Working as a physiotherapist in a rapid response team: “An emotional Rollercoaster”

Rosalie Barrett, Clair Hebron

Research output: Contribution to journalArticlepeer-review


Rapid Response Teams (RRTs) are multidisciplinary, ‘hospital at home’ services which have developed over the last 10 years, aiming to improve recovery from illness more efficiently, prevent unnecessary hospital admission, and prevent early admission to residential care. However, little is known about the experience of professionals working in these roles.

The aim of this study was to explore how working in an RRT is experienced and perceived by physiotherapists.

This study used phenomenographically inspired methodology. Six participants who were working in RRTs were recruited to this study and all were working in the South of England. Data were collected via semi-structured interviews, and phenomenographic analysis was undertaken.

Participants working in RRTs described a range of varied, concrete lived-through experiences in addition to a more rhetorical discussion of how they conceptualized their work. Six main categories of description were generated from the analysis; each was assigned a metaphor. These included ‘the detective,’ ‘the guru,’ ‘the lone ranger,’ ‘the team player,’ ‘the bricoleur,’ and ‘an emotional rollercoaster’; all categories were present with varied meanings. ‘An emotional rollercoaster’ was present within and throughout participants’ descriptions of all other categories.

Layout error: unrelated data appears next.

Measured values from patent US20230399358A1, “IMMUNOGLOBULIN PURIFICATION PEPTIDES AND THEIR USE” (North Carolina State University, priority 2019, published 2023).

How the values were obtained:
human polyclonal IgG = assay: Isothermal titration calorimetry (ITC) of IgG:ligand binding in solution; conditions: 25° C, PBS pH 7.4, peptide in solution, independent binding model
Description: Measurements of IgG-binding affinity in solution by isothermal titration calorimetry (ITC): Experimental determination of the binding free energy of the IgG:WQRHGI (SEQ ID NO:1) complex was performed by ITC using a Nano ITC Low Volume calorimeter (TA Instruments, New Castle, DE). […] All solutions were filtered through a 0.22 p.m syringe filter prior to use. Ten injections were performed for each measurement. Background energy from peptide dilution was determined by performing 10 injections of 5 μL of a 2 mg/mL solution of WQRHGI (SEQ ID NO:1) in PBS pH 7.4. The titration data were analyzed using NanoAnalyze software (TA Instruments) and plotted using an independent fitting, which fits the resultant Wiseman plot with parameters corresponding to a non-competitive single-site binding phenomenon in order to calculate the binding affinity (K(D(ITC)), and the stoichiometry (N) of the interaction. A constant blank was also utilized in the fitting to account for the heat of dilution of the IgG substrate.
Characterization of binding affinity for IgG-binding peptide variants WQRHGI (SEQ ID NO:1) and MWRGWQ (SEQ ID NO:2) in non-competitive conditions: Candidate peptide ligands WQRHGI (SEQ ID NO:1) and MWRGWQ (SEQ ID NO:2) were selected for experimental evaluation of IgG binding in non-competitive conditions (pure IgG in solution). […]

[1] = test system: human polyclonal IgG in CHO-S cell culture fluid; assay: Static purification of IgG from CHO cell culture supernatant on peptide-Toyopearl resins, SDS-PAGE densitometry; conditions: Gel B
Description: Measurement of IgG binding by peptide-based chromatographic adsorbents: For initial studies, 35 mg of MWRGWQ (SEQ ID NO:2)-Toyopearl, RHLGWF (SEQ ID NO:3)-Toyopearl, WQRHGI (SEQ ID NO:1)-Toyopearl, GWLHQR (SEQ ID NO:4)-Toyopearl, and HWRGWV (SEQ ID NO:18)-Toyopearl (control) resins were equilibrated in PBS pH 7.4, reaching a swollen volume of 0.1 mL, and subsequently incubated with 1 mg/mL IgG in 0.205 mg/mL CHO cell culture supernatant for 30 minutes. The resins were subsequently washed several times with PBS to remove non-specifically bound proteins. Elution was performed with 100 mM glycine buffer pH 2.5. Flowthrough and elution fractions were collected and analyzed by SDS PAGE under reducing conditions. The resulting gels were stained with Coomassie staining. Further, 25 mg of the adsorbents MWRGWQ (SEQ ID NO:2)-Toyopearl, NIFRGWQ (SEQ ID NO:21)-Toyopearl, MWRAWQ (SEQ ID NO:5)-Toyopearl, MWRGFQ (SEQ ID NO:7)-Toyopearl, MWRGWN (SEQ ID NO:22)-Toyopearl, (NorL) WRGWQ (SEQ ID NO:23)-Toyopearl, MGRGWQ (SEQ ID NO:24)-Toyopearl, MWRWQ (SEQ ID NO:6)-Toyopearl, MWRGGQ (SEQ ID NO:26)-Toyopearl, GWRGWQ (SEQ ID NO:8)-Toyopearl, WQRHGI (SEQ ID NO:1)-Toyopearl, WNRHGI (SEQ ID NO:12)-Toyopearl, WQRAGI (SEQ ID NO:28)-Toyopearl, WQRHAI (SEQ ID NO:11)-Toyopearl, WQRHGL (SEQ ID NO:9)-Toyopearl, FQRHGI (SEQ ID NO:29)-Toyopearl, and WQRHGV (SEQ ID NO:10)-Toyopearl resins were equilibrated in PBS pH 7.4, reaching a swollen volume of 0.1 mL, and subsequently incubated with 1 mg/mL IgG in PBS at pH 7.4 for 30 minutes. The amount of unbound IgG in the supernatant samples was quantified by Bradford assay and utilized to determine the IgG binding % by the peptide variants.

This study provides valuable insights into physiotherapists’ experience and conceptualization of working within this discipline, which may have implications for physiotherapy practice, workforce development, new and current RR physiotherapy services, RRT health professionals, and physiotherapy education.
Original languageEnglish
Pages (from-to)1-17
Number of pages17
JournalPhysiotherapy Theory and Practice
Publication statusPublished - 15 Mar 2023

Bibliographical note

Funding Information:
We would like to warmly thank the physiotherapists who kindly agreed to take part in this study and shared the experiences of their practice. The research was funded by the National Institute of Health Research (NIHR) as part of a funded MRes completed at Brighton University.

Publisher Copyright:
© 2023 The Author(s). Published with license by Taylor & Francis Group, LLC.


  • Physiotherapist
  • rapid response team
  • emerging roles
  • experience
  • perception
  • phenomenography
  • qualitative research


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